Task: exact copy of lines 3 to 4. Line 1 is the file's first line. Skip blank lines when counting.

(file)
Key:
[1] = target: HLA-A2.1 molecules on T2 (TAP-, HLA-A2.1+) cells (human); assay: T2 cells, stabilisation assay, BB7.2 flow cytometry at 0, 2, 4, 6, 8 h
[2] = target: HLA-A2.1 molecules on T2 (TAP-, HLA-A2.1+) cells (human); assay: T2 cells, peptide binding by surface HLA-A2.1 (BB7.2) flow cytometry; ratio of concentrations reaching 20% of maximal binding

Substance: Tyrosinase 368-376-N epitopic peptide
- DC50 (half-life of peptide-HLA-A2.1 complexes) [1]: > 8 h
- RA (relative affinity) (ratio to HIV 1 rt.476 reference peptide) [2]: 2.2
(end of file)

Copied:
[2] = target: HLA-A2.1 molecules on T2 (TAP-, HLA-A2.1+) cells (human); assay: T2 cells, peptide binding by surface HLA-A2.1 (BB7.2) flow cytometry; ratio of concentrations reaching 20% of maximal binding

Substance: Tyrosinase 368-376-N epitopic peptide